How much E&O insurance do I need?

Every business has different insurance needs, and the same goes for E&O insurance. Ultimately, the amount of E&O insurance you should get depends on your unique needs, how much risk you’re willing to take, and what you could lose personally if your business got tied up in a costly lawsuit.

Keep in mind that, unlike home or auto insurance, business insurance policies typically come with high coverage limits by default. Insurance companies know that lawsuits can be expensive, so it’s common to find policies with up to $1 million in coverage and higher.

You can customize your own limit based on your needs

One of the main differences between personal insurance and business insurance is that the latter usually has two limits—a per-occurrence limit and an aggregate limit. The per-occurrence limit is the highest payout that your insurance company will provide after a single claim. An aggregate limit is the maximum amount of money your insurance company will give you for every claim you file in a given year.

E&O insurance coverage limits are customizable, so you can choose an appropriate per-occurrence and aggregate limit when you purchase a policy. Aggregate limits are often double the per-occurrence limit, but again, the specific limit is up to you.

It’s better to go with a higher coverage limit

If you’re familiar with the basics of insurance, you probably know that the higher your coverage limit is, the higher your premium will be. It makes sense—your rate is proportional to the amount of coverage you get. However, I want to advise you not to choose a low coverage limit just to get a cheap premium.

Small business lawsuits can cost tens of thousands of dollars. If you get involved in a legal battle that ends up costing more than your policy’s coverage limit, you’re going to be responsible for making up the difference out-of-pocket. If you don’t have the funds, it’s possible that your personal assets, like your home and retirement accounts, could be at stake.

How much does E&O insurance cost?

Errors And Omissions Insurance: Everything You Need To Know - How much does e&o insurance cost?

The cost of E&O insurance is not a fixed price. There are lots of different factors that impact the cost of E&O insurance, and every business pays a different rate. If you run a social media management company, your E&O insurance policy is going to be different from your friend who owns an accounting firm.

Here are some of the criteria that insurance companies look at when they calculate your rate:

  • Your industry. If your business is in a high-risk industry, like personal training, construction, or IT, you’re going to pay more for E&O insurance.
  • The number of employees your business has. The more employees your business has, the higher your E&O insurance premium is going to be. Conversely, having fewer employees usually means paying less.
  • Claim history. Business owners who have filed insurance claims in the past pay higher premiums than individuals with a clean claim record. 
  • Coverage limit. Policies with a high coverage limit are more expensive because you’re paying for more protection. You can get a more affordable rate by choosing a lower coverage limit.
  • Deductible. Choosing a low deductible will increase your E&O insurance rate, and vice versa.

Besides the factors that are specific to your business, another thing that affects your E&O insurance premium is the insurance company that underwrites your policy. Every insurance company will charge a slightly different rate because they weigh individual factors differently.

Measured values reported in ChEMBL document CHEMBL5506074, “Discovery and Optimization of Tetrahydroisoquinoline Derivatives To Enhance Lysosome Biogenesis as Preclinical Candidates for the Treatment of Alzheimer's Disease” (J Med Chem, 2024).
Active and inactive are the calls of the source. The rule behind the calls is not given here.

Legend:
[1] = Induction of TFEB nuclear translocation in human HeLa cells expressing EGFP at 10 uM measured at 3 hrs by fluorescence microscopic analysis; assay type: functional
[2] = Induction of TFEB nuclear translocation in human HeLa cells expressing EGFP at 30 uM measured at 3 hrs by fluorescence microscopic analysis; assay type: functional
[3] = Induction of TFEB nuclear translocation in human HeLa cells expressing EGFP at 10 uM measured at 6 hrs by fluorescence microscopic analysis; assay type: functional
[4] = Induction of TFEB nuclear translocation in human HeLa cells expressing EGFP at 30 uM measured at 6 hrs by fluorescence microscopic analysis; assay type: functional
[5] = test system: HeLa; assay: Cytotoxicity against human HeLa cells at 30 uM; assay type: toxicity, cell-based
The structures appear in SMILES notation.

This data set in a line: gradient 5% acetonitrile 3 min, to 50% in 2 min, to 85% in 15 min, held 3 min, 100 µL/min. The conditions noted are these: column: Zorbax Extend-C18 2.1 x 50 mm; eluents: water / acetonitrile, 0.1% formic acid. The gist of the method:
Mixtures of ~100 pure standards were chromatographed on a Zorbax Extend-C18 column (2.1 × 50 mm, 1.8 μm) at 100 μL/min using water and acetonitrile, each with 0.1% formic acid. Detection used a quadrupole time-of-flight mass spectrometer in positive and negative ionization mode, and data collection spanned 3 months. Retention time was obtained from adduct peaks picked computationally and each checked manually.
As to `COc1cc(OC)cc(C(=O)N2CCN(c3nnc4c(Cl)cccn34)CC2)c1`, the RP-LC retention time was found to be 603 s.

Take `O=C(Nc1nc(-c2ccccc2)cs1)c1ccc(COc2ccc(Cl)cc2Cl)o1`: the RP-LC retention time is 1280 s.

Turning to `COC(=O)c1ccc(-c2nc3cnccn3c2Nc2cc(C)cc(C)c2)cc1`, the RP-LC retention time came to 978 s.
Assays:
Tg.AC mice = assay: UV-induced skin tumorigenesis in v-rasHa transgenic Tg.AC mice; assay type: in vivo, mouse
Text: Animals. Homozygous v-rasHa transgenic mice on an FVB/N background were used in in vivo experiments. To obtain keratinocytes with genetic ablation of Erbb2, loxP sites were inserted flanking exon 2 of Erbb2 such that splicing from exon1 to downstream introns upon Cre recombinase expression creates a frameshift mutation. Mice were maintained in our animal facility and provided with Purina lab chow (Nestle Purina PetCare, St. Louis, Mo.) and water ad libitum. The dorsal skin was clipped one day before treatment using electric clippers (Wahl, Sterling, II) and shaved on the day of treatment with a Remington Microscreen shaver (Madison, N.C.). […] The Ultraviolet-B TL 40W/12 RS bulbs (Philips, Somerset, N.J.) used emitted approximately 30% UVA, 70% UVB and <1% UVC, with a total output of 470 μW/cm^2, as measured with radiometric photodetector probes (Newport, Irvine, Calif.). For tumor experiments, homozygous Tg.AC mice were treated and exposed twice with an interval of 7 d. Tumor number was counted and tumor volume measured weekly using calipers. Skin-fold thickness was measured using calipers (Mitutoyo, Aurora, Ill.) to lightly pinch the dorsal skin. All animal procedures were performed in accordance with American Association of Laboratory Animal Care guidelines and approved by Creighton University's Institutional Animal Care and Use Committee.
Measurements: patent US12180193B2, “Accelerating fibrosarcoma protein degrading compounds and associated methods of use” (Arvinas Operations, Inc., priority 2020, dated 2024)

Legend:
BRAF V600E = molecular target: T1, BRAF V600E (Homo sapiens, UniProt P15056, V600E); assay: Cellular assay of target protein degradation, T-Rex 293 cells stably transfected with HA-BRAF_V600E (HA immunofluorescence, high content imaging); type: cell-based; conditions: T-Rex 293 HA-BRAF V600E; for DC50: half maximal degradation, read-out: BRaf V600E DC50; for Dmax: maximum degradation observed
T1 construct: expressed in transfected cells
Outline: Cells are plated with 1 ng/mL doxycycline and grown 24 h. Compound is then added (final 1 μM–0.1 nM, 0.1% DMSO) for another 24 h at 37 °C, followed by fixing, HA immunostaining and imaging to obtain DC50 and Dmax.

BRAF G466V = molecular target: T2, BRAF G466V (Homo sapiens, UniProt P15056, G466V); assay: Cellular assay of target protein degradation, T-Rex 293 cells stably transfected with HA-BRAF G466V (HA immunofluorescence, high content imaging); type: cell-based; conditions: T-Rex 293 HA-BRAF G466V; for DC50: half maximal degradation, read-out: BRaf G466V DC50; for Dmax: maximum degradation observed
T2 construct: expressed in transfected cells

To give you a sense of what you can expect to pay for E&O insurance, I found some sample rates online.

  • Progressive customers pay an average of $46 per month for E&O insurance.
  • Insureon reports that its customers pay a median monthly rate of $59 for coverage.
  • The Hartford says that the average annual cost is somewhere between $500 and $1,000 per employee, which evens out to roughly $41 to $83 per month.

Where to get errors and omissions insurance

There are lots of insurance companies on the market that sell E&O insurance. It’s one of the most popular business insurance policies you can get.

Before you buy E&O insurance, I suggest getting quotes from multiple providers to see which one can offer the lowest price for the amount of coverage you want.   

Is errors and omissions insurance legally required?

Some types of insurance, like car insurance, are required by law. But business insurance, including E&O insurance, is not legally required in order to start or operate a business. However, keep in mind that you might need to purchase coverage anyways.

Not only does E&O insurance protect your business, but it also offers protection for your clients and customers. As a result, it’s possible that some clients may require you to carry E&O insurance before they will agree to work with you.

Plus, having E&O insurance can be an effective way to attract new customers. Having business insurance shows prospective customers that you care about fair business practices, and it gives them peace of mind knowing that they are covered financially if issues were to arise.


If you own a business, E&O insurance is a good investment. It protects you legally and financially if a third party sues your business for professional errors or work oversights. Without insurance, you have to pay for your lawyer costs, court fees, and settlements entirely out-of-pocket. Not fun.

The cost of E&O insurance is different for every business, but comparing quotes is a surefire way to find the most affordable coverage. There are tons of insurance companies that sell E&O insurance, and if you have questions about coverage, don’t be afraid to chat with an agent. They can help you decide how much coverage is right for you, and what other types of business insurance you might need.